What better way to spend a brisk early October afternoon than in the pursuit of beauty. You might choose football, or hunting, or biking, or be virtuous and clean up the yard and wash windows. Today, though, we chose to wend our way north hopscotching eastern Nebraska on the North Hills Pottery Tour.
This is the third year we've spent a Saturday afternoon in the esoteric and impractical pursuit of pottery. We join a procession of SUVs, foreign and domestic, and conspicuously green or artfully odd automobiles, creeping at the snail's pace of vehicles unfamiliar with the dust of gravel roads en route to the farthest North stop of the tour, Big Table pottery.
Big Table came as a shock our first visit. The mailbox is ensconced in a cocoon of fierce pointy horns. "Pods" and other vaguely organic shapes hang from the tree limbs and spring from the turf. The tin roofed shed covers the open brick kiln with a little white troll of some kind blessing the contents. Big Table has coffee and cider in the shed and napkins protecting the cookies from flies. Today, the potters are conspicuous....why? Some combination of hair, skin, body type, accessories, perhaps? Such ethereal waifs to bring forth these ponderous slabs of earth. Nothing ephemeral about these pieces; there are gray jointed pipes of clay holding sprays of lilies, odd footed decanters looking like they'd skitter back under the bed when one wasn't looking, slabs of red clay with luminous glass dots and puddles of color. There is a whole set of dishware, dinner plates, bowls, dessert plates of a hue and texture reminiscent of the concrete sidewalk we just poured at the greenhouse. This pottery is so lacking in glaze, pattern and color, I believe the artists took the words "earthy" and "elemental" to the logical extreme: these pieces could have been formed before single celled beings divided to form life. At Big Table, the most appealing creations are the motley but friendly pack of pooches greeting the visitors.
Down the road we go, none the poorer for our experience, into the little town of Fort Calhoun. In the past, the Too Far North Winery has been entertaining for its nice selection of Nebraska wines and its very pleasant front porch and decor. Today, the place is humming with activity and we can barely get in the door. Last year we labeled the pottery at Too Far North as "art", our code for "too expensive for purchase" and "where would we ever put this?" Today, there are two potters exhibiting at Too Far North. One young man displays monumental pieces that could conceivably be considered sculpture and little triangular puzzle pie slices of clay I think the three year olds could make with playdoh and plastic knives. Don't get me wrong; they are clever constructions and would really be fun to doodle with while at your desk on your phone. They just don't add up to more than a hundred of my dollars. But this young man could have come from central casting and makeup: his black mane was wavy and his features chiseled. I'm sure his teeth were straight too.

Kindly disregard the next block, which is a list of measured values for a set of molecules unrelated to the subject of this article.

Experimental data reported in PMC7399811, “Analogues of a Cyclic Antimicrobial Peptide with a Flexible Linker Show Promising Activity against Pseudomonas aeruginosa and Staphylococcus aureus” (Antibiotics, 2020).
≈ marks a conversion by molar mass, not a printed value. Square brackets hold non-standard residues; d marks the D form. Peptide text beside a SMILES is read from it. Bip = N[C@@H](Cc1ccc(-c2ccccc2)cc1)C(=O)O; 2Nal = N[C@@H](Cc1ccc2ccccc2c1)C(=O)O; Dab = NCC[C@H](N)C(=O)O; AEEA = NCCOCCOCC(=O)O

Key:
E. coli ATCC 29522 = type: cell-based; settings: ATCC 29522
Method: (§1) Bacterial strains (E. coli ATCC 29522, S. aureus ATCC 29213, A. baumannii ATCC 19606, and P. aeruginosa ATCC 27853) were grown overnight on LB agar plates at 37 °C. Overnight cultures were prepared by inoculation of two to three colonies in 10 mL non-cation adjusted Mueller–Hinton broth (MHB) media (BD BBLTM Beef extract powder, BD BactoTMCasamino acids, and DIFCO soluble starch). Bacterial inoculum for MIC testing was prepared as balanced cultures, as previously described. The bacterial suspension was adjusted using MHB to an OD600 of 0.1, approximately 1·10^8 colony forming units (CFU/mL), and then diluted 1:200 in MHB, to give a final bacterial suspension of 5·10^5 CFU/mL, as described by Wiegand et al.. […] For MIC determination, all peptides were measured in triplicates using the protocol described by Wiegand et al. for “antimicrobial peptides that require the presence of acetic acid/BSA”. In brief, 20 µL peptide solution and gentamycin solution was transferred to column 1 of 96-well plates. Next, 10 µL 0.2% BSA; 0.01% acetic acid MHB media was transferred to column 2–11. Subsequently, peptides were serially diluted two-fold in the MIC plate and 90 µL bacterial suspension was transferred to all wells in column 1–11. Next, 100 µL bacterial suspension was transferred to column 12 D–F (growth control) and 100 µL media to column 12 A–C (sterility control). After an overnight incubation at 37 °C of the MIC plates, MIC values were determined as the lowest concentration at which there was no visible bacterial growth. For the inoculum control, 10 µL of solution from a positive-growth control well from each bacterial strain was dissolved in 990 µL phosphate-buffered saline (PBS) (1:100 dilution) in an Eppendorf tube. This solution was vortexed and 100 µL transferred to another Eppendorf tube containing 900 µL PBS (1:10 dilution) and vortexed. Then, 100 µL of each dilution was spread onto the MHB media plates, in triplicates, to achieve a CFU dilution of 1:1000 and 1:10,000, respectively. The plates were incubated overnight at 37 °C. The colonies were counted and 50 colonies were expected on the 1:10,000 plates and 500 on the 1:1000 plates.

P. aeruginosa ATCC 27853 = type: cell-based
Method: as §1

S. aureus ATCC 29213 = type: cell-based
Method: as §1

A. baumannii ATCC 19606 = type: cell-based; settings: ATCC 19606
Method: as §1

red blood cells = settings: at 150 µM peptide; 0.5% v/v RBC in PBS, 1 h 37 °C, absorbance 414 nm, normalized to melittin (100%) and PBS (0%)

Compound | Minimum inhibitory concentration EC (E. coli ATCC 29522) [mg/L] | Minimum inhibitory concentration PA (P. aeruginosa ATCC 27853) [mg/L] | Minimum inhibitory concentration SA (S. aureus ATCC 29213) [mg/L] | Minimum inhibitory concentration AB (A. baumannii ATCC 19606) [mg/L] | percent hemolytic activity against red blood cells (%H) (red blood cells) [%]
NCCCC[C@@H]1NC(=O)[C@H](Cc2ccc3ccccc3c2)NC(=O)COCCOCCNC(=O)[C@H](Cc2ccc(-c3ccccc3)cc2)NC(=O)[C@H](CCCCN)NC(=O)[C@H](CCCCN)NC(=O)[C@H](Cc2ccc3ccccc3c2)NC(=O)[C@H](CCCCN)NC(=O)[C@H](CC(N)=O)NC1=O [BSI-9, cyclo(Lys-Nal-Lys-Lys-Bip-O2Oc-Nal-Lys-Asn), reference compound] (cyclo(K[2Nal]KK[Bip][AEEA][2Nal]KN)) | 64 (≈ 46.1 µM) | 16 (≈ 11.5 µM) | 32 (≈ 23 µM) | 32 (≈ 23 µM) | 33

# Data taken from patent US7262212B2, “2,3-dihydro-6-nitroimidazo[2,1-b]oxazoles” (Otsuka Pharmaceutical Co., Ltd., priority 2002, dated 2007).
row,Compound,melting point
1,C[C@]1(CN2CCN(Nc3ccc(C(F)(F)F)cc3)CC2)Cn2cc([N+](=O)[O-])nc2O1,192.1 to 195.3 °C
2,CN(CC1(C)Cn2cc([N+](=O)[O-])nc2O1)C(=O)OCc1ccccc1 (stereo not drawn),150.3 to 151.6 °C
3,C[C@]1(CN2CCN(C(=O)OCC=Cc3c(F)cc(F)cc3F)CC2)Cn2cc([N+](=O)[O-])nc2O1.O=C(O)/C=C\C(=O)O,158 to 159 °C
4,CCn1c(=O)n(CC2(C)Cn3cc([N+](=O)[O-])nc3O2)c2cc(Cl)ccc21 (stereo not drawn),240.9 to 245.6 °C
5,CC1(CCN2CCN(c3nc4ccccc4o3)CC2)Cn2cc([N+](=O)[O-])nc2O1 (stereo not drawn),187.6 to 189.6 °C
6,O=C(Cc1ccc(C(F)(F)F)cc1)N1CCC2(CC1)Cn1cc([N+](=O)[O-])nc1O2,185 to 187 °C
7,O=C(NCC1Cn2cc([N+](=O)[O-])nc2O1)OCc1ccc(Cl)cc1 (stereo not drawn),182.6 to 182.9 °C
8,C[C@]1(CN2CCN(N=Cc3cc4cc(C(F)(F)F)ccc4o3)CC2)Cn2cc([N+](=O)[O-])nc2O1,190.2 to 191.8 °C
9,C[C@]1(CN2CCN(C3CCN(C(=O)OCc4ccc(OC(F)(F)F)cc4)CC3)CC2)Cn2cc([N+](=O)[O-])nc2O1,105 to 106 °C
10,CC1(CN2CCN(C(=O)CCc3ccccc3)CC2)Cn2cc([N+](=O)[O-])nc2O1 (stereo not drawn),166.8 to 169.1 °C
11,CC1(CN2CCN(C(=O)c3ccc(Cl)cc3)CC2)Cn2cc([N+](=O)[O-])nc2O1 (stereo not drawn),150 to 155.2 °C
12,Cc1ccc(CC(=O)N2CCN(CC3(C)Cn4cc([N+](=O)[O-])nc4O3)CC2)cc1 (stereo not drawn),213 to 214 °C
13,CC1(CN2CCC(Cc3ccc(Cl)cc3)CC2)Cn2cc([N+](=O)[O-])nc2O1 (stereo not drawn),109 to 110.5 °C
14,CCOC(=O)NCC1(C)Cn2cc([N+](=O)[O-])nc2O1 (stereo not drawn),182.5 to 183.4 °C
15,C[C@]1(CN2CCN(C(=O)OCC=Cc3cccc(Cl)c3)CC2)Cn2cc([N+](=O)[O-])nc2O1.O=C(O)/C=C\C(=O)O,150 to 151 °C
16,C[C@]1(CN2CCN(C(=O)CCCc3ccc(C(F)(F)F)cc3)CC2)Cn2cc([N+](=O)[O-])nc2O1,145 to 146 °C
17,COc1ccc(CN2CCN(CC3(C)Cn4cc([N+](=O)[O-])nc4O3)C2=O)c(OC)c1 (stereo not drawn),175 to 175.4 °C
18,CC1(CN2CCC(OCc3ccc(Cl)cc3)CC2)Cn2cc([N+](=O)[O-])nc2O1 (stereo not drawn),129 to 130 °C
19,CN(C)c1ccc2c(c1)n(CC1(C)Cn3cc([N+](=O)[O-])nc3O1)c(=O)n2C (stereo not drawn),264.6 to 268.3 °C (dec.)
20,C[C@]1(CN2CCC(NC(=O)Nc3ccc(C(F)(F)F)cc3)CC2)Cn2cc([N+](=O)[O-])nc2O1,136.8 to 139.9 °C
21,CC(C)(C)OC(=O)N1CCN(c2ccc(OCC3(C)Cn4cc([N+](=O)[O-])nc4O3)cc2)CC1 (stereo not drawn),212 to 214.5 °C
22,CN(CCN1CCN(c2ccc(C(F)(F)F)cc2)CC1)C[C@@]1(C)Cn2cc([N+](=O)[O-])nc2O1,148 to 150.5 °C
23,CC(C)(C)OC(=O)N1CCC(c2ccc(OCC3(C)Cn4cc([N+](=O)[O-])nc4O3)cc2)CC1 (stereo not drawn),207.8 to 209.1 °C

The other artist was young, too, but bald. He was a high school teacher in Sioux Falls. But he had something else going for him: he had a long line of buyers. While I assumed some of the footed jars and irregular vases were his work, there was a shelf of tall concave tumblers glazed with swirls that might be waves, or a mountain range, and vertical ribs of color that could have been trees or blowing grass. There were comfortable mugs, either tall for maximum heat retention or broad, so one could wrap both hands around them. I was captivated by one with a wide bowl swirled with glaze on the bottom, dotted on one side like a starry night and the other like chocolate chips. He had graceful bowls of modest proportions and reasonable prices. Was that the reason for the line of customers? I don't think it was money at all; I think his work was pretty. It utilized the raw materials of earth, but borrowed the motifs of the natural world as visualized in the mind's eye. We didn't have to use much imagination to bring back a pleasant memory when we picked up his pottery. And we'd use it often: these were pieces to get out of the cupboard, nothing so precious it need gather dust.
That's one of the reasons I enjoy the Pottery Tour. All the creators are artists in the sense they have a vision of what clay should be. Some make terrifying masks in stark black and white and gory red. Some pieces are luminous and so delicately glazed and decorated, they appear to have been transported from the farthest Oriental palace, not St. Joseph, Missouri.
I hope to try my hand at this craft some day. I know it takes skill and practice, not just a vision. In the mean time, its a pleasant way to meditate on the different interpretations of "Craft" and "Art".